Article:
McKenzie Friend
 
Family and Civil Court Support
 
         
 
 
 
 

EMPOWERING THE PUBLIC THROUGH FAMILY COURT

Disclaimer : Our guides do not in any way constitute legal advice. The guides have been developed by lay people who are not lawyers and have no legal training or qualifications.

 
 
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How Do I Get a Decree Absolute?

If you have any questions about your case please contact us at www.mckenziefrienduk.net on 01420 370770 for a FREE 1 hr consultation.

Take a look at our Flowchart.

When the decree nisi is granted, 6 weeks and 1 day later the petitioner can apply for the final decree called the decree absolute and submit Form D36 (notice of application for decree nisi to be made absolute).

When the decree nisi is granted, 6 weeks and 1 day later the petitioner can apply for the final decree called the decree absolute and submit Form D36 (notice of application for decree nisi to be made absolute).

This is processed within a few days and the Court can then grant the decree absolute making the divorce final. The court will send to the petitioner and respondent Form D37 (decree absolute).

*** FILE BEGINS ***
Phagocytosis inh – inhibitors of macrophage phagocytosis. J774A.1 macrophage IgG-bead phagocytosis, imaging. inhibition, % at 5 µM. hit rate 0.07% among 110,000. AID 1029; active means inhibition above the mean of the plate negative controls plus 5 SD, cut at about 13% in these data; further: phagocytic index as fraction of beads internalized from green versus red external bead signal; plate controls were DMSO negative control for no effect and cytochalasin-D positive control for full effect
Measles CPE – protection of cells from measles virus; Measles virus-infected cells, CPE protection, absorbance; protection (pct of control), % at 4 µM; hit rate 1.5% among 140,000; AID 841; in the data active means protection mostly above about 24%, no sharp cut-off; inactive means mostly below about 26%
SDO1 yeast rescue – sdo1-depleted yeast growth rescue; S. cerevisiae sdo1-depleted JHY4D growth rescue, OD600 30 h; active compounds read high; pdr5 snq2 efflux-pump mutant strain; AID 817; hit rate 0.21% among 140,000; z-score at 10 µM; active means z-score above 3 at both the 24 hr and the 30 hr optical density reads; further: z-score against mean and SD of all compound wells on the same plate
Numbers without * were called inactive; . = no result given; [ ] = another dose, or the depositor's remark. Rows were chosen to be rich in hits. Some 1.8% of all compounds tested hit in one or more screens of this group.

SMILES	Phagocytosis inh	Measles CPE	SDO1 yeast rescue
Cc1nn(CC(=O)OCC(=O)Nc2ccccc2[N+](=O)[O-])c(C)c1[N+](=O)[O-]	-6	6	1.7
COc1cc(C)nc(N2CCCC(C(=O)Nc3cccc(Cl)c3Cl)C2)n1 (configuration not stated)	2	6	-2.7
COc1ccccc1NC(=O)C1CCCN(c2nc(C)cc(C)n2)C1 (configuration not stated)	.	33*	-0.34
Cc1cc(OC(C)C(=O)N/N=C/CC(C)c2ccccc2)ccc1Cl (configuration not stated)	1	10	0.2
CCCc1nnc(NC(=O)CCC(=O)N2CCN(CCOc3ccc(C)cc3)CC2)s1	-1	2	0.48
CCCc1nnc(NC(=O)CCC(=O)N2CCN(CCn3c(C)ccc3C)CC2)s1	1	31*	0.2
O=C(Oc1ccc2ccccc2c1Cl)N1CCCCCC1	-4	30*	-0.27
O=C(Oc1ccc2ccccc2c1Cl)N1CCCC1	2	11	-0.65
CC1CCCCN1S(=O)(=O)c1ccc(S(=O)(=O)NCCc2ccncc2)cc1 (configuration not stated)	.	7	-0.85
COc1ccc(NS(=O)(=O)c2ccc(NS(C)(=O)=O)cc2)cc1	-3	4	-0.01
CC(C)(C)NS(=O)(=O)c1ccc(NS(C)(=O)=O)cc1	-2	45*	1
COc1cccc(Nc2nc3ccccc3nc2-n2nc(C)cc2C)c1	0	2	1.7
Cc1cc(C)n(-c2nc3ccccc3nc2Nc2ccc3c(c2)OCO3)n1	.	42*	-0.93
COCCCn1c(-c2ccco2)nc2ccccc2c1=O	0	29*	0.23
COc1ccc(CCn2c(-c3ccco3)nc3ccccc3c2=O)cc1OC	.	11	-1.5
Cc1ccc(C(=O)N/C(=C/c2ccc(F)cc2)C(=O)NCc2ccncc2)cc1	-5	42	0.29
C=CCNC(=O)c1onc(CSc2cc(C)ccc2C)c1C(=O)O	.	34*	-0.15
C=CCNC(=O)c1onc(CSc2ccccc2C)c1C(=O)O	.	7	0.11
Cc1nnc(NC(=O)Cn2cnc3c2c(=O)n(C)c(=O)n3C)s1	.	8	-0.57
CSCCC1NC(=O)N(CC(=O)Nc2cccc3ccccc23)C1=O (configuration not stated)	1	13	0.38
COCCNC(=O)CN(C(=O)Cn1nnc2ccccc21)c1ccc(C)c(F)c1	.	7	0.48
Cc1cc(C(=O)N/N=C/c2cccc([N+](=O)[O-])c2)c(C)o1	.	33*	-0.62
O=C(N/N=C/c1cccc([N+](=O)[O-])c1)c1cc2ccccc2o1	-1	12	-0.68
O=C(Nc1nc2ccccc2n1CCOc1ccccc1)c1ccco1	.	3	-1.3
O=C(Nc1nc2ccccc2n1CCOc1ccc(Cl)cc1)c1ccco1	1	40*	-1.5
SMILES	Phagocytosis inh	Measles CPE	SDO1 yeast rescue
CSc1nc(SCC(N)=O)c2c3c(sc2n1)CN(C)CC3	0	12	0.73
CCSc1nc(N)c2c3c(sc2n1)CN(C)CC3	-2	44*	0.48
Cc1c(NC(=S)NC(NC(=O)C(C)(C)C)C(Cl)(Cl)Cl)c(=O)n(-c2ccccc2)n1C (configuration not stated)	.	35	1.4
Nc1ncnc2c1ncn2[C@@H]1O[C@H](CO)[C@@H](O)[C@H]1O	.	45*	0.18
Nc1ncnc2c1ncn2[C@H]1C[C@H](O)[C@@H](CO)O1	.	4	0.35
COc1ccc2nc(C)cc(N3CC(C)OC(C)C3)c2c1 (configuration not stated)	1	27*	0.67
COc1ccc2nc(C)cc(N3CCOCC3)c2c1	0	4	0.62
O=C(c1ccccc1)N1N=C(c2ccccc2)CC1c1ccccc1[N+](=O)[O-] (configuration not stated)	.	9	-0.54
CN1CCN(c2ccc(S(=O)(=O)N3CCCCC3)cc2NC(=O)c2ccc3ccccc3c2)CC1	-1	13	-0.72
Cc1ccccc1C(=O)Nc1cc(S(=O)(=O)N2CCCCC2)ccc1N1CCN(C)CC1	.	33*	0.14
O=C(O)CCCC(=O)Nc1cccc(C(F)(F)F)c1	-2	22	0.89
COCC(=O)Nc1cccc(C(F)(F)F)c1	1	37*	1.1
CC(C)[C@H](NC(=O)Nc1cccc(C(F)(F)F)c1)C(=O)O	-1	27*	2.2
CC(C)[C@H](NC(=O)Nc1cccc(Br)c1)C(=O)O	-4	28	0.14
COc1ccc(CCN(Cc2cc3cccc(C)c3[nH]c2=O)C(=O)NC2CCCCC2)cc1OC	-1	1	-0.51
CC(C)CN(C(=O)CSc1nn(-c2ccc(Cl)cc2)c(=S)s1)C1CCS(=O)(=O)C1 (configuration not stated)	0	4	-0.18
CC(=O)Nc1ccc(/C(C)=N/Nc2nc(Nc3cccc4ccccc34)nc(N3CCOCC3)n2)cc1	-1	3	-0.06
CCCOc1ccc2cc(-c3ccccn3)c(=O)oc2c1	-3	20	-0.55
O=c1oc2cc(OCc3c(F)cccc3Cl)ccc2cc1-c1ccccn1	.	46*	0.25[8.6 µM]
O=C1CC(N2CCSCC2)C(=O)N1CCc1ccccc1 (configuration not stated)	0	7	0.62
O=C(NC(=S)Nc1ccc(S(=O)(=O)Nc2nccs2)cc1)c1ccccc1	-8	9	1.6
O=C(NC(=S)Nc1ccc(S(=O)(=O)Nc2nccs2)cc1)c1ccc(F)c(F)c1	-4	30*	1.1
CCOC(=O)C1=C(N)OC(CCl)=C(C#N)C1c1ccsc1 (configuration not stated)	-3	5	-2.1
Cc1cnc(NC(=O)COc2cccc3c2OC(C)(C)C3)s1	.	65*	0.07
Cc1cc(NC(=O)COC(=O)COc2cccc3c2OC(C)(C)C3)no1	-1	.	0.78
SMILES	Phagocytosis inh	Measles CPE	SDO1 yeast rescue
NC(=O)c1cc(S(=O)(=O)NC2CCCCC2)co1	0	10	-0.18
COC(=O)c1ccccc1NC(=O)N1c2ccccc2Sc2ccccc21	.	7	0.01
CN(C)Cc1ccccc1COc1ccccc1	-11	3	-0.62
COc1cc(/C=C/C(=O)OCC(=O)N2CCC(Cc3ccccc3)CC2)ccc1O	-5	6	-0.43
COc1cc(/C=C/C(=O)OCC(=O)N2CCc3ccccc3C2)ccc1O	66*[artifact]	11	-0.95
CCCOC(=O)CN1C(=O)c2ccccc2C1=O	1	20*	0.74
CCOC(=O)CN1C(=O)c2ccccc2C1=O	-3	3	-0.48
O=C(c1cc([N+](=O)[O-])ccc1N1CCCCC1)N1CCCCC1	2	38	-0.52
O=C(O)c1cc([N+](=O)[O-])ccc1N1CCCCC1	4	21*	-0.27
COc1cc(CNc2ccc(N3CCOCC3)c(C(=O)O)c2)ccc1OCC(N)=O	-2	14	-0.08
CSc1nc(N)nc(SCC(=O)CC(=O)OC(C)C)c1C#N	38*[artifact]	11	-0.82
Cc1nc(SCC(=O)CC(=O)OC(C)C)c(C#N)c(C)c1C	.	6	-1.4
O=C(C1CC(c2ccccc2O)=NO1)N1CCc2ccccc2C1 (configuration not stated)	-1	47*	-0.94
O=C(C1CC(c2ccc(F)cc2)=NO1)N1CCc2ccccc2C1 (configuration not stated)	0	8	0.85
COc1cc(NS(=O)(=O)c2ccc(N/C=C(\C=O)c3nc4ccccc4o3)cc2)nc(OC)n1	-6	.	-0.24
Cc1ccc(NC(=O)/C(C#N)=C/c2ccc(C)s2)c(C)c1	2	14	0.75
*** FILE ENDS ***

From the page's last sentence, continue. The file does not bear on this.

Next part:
If the petitioner does not apply for a decree absolute, then the respondent can apply 3 months after the date the petitioner could have applied for the decree absolute. This is 4 months and 1 day after the decree nisi is granted.

The petitioner can prevent the respondent from doing this if the petitioner can show that by doing so would create financial difficulties, where a final financial order for ancillary has not been granted.

 
     
 
 
 
DIRECTOR
     
 
Philip Kedge is a retired police Chief Inspector and the founder and director of the McKenzie Friend UK Network. His aim is to take family law out of the hands of solicitors with an ethical business to reduce conflict and acrimony, to provide a cost effective McKenzie Friend national service and to reduce the emotional harm to children.